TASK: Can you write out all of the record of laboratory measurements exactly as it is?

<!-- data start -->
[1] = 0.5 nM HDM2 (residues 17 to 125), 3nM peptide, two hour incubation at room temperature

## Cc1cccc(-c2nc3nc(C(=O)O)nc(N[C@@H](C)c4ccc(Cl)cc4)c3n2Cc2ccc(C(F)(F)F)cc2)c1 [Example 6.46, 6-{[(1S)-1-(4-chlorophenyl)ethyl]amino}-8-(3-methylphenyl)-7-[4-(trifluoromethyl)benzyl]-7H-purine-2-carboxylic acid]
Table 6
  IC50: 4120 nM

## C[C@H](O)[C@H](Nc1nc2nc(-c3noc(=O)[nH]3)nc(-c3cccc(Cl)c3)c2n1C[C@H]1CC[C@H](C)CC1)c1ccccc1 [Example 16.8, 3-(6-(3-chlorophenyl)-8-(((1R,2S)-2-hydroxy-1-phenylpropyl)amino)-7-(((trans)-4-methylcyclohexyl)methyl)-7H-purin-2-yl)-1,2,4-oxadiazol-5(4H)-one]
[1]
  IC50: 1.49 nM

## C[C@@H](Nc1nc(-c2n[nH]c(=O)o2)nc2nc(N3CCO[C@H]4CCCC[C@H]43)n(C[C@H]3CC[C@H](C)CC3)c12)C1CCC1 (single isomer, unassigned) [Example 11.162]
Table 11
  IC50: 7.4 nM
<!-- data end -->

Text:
[1] = 0.5 nM HDM2 (residues 17 to 125), 3nM peptide, two hour incubation at room temperature

## Cc1cccc(-c2nc3nc(C(=O)O)nc(N[C@@H](C)c4ccc(Cl)cc4)c3n2Cc2ccc(C(F)(F)F)cc2)c1 [Example 6.46, 6-{[(1S)-1-(4-chlorophenyl)ethyl]amino}-8-(3-methylphenyl)-7-[4-(trifluoromethyl)benzyl]-7H-purine-2-carboxylic acid]
Table 6
  IC50: 4120 nM

## C[C@H](O)[C@H](Nc1nc2nc(-c3noc(=O)[nH]3)nc(-c3cccc(Cl)c3)c2n1C[C@H]1CC[C@H](C)CC1)c1ccccc1 [Example 16.8, 3-(6-(3-chlorophenyl)-8-(((1R,2S)-2-hydroxy-1-phenylpropyl)amino)-7-(((trans)-4-methylcyclohexyl)methyl)-7H-purin-2-yl)-1,2,4-oxadiazol-5(4H)-one]
[1]
  IC50: 1.49 nM

## C[C@@H](Nc1nc(-c2n[nH]c(=O)o2)nc2nc(N3CCO[C@H]4CCCC[C@H]43)n(C[C@H]3CC[C@H](C)CC3)c12)C1CCC1 (single isomer, unassigned) [Example 11.162]
Table 11
  IC50: 7.4 nM